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Book Review Retrospective: Healing America Download Printable PDF

Richard C. Cornuelle

Reviews of Richard C. Cornuelle’s Healing America:
What Can Be Done About the Continuing Economic Crisis
New York: G.P. Putnam’s Sons, 1983.

Richard C. Cornuelle
Healing America: What Can Be Done About the Continuing Economic Crisis
Reviewed by John Chamberlain
The Freeman: October 1, 1983

 In 1965 a young man named Richard Cornuelle, who had studied with Ludwig von Mises and worked for Garet Garrett, wrote a book called Reclaiming the American Dream. With its plea for voluntarist solutions to our social problems, it should have had wide acceptance as a landmark work. But it was manifestly ahead of its time. I remember talking with Senator Vance Hartke of Indiana in his office about it, and telling the Senator about Cornuelle’s efforts to get Middle Western bankers to establish a fund for boys and girls who needed funds for a college education. The next time I saw Hartke he said, “Tell your friend Cornuelle not to worry about the kids. We’ve taken care of it.” Meaning, of course, that the government was about to put up the money for indigent college students.

The tide, in 1965, was still running heavily in Statist directions. No Achilles, Richard Cornuelle did not sulk in his tent, but his subsequent efforts to sell voluntarist projects to and through such organizations as the National Association of Manufacturers came to little.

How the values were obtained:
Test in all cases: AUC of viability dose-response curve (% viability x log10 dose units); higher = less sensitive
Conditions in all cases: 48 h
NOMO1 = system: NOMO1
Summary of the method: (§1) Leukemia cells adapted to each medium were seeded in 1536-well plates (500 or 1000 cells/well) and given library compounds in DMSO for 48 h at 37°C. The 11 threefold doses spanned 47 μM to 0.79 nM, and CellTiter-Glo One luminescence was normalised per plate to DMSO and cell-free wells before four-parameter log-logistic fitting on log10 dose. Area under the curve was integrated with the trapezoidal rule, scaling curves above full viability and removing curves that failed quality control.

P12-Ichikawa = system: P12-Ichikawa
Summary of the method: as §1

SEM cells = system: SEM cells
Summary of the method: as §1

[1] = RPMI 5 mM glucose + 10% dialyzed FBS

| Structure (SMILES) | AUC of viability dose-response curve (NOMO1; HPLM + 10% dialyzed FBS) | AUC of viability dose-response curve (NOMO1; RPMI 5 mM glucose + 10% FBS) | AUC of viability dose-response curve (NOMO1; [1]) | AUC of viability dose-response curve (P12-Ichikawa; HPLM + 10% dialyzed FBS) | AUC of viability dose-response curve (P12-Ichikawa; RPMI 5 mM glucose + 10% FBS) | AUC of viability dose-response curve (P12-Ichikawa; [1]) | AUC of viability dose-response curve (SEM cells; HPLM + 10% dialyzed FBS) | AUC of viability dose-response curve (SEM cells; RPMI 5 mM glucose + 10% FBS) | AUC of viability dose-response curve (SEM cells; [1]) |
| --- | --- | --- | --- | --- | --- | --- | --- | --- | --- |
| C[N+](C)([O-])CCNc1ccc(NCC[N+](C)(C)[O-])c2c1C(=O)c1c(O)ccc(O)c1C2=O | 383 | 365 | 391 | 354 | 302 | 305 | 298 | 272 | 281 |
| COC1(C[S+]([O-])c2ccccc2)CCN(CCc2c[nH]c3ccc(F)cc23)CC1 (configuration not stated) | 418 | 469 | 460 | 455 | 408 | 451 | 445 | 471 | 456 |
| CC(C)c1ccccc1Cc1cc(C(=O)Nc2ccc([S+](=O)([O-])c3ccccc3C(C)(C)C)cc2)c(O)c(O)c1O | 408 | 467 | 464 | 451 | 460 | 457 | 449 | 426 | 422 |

Eighteen years later, in a different economic climate, Cornuelle has returned to the wars with Healing America: What Can Be Done About the Continuing Economic Crisis (Putnam, 208 pp., $14.95). With almost two decades of socialist and semisocialist failures on a world scale to provide him with horrible examples, Cornuelle’s new book, though it repeats the theme of the old, comes to us with a tremendously augmented authority. This time it should be a landmark for the many, not the few.

With a perception that has been sharpened by the years, Cornuelle can deal with Herbert Hoover and Franklin D. Roosevelt as two representatives of an older America who were humbled in the same way. Hoover, as the leading voluntarist of his time, had had tremendous success in rallying the independent sector to surmount disaster, whether in war torn Belgium and Russia, or during the unemployment crisis of 1921, or in the Mississippi flood of 1927. He had no reason to suppose that the shocks of 1929 and 1931 could not have been met by voluntarists pooling their funds and concerting their actions. Puzzled when foreign banking and monetary disasters combined with the Smoot-Hawley tariff to snuff out promising upturns, he turned to such devices as the Reconstruction Finance Corporation and the Farm Board, which were negations of his own basic philosophy.

 The New Deal

Roosevelt did not disagree with Hoover. He accepted a “supply-side” Democratic platform in 1932, promising to keep the dollar sound and the destructive power of government contained. But once in office he acted as Hoover had acted. “We didn’t admit it at the time,” so Rexford Tugwell said forty years later, “but practically the whole New Deal was extrapolated from programs that Hoover had started.”